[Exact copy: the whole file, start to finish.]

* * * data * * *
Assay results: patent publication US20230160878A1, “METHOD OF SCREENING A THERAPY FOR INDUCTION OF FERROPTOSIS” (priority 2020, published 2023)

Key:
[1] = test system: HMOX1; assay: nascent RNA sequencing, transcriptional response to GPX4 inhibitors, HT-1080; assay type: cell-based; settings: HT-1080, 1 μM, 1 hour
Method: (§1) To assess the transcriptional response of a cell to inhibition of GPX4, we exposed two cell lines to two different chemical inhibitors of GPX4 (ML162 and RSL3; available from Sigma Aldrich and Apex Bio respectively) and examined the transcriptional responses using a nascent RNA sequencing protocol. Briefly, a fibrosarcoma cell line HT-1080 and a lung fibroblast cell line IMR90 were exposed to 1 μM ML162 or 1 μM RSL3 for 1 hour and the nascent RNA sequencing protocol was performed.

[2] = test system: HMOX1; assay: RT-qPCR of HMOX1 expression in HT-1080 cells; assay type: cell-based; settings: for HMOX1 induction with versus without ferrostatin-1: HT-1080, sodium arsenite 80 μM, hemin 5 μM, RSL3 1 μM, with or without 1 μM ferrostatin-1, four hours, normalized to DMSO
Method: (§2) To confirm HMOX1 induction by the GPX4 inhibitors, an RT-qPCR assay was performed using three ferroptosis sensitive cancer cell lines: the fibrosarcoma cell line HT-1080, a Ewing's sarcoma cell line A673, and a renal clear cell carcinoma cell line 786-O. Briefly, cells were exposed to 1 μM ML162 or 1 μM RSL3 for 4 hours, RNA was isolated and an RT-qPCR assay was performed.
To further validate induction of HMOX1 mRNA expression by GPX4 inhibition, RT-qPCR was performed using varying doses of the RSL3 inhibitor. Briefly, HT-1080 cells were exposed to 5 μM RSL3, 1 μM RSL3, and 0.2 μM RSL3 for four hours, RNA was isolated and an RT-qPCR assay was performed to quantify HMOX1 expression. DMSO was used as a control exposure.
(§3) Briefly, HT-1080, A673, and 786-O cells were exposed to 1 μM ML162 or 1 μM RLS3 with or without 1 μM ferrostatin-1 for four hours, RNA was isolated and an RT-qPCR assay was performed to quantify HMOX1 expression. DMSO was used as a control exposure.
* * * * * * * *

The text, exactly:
Assay results: patent publication US20230160878A1, “METHOD OF SCREENING A THERAPY FOR INDUCTION OF FERROPTOSIS” (priority 2020, published 2023)

Key:
[1] = test system: HMOX1; assay: nascent RNA sequencing, transcriptional response to GPX4 inhibitors, HT-1080; assay type: cell-based; settings: HT-1080, 1 μM, 1 hour
Method: (§1) To assess the transcriptional response of a cell to inhibition of GPX4, we exposed two cell lines to two different chemical inhibitors of GPX4 (ML162 and RSL3; available from Sigma Aldrich and Apex Bio respectively) and examined the transcriptional responses using a nascent RNA sequencing protocol. Briefly, a fibrosarcoma cell line HT-1080 and a lung fibroblast cell line IMR90 were exposed to 1 μM ML162 or 1 μM RSL3 for 1 hour and the nascent RNA sequencing protocol was performed.

[2] = test system: HMOX1; assay: RT-qPCR of HMOX1 expression in HT-1080 cells; assay type: cell-based; settings: for HMOX1 induction with versus without ferrostatin-1: HT-1080, sodium arsenite 80 μM, hemin 5 μM, RSL3 1 μM, with or without 1 μM ferrostatin-1, four hours, normalized to DMSO
Method: (§2) To confirm HMOX1 induction by the GPX4 inhibitors, an RT-qPCR assay was performed using three ferroptosis sensitive cancer cell lines: the fibrosarcoma cell line HT-1080, a Ewing's sarcoma cell line A673, and a renal clear cell carcinoma cell line 786-O. Briefly, cells were exposed to 1 μM ML162 or 1 μM RSL3 for 4 hours, RNA was isolated and an RT-qPCR assay was performed.
To further validate induction of HMOX1 mRNA expression by GPX4 inhibition, RT-qPCR was performed using varying doses of the RSL3 inhibitor. Briefly, HT-1080 cells were exposed to 5 μM RSL3, 1 μM RSL3, and 0.2 μM RSL3 for four hours, RNA was isolated and an RT-qPCR assay was performed to quantify HMOX1 expression. DMSO was used as a control exposure.
(§3) Briefly, HT-1080, A673, and 786-O cells were exposed to 1 μM ML162 or 1 μM RLS3 with or without 1 μM ferrostatin-1 for four hours, RNA was isolated and an RT-qPCR assay was performed to quantify HMOX1 expression. DMSO was used as a control exposure.